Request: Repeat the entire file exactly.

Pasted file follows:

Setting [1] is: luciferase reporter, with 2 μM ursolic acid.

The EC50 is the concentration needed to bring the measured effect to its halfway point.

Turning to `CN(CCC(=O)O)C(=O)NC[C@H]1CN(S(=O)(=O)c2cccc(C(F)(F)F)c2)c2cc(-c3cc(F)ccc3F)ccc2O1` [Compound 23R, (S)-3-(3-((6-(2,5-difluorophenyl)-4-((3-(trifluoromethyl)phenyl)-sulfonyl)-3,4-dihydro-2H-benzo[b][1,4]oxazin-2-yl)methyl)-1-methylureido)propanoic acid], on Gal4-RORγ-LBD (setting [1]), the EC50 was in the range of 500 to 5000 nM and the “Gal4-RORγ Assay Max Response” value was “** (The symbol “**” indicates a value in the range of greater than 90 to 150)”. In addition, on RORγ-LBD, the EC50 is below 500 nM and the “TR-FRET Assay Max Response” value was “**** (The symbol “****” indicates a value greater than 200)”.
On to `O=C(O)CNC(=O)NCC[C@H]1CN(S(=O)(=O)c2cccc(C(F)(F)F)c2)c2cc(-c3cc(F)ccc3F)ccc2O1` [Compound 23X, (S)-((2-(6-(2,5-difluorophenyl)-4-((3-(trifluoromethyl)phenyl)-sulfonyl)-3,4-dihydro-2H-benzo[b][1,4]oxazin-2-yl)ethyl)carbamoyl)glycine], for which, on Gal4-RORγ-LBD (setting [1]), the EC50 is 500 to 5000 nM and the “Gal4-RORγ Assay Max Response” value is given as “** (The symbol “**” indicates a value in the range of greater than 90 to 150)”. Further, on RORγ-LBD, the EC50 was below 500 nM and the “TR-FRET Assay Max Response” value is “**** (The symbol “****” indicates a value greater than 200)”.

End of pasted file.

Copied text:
Setting [1] is: luciferase reporter, with 2 μM ursolic acid.

The EC50 is the concentration needed to bring the measured effect to its halfway point.

Turning to `CN(CCC(=O)O)C(=O)NC[C@H]1CN(S(=O)(=O)c2cccc(C(F)(F)F)c2)c2cc(-c3cc(F)ccc3F)ccc2O1` [Compound 23R, (S)-3-(3-((6-(2,5-difluorophenyl)-4-((3-(trifluoromethyl)phenyl)-sulfonyl)-3,4-dihydro-2H-benzo[b][1,4]oxazin-2-yl)methyl)-1-methylureido)propanoic acid], on Gal4-RORγ-LBD (setting [1]), the EC50 was in the range of 500 to 5000 nM and the “Gal4-RORγ Assay Max Response” value was “** (The symbol “**” indicates a value in the range of greater than 90 to 150)”. In addition, on RORγ-LBD, the EC50 is below 500 nM and the “TR-FRET Assay Max Response” value was “**** (The symbol “****” indicates a value greater than 200)”.
On to `O=C(O)CNC(=O)NCC[C@H]1CN(S(=O)(=O)c2cccc(C(F)(F)F)c2)c2cc(-c3cc(F)ccc3F)ccc2O1` [Compound 23X, (S)-((2-(6-(2,5-difluorophenyl)-4-((3-(trifluoromethyl)phenyl)-sulfonyl)-3,4-dihydro-2H-benzo[b][1,4]oxazin-2-yl)ethyl)carbamoyl)glycine], for which, on Gal4-RORγ-LBD (setting [1]), the EC50 is 500 to 5000 nM and the “Gal4-RORγ Assay Max Response” value is given as “** (The symbol “**” indicates a value in the range of greater than 90 to 150)”. Further, on RORγ-LBD, the EC50 was below 500 nM and the “TR-FRET Assay Max Response” value is “**** (The symbol “****” indicates a value greater than 200)”.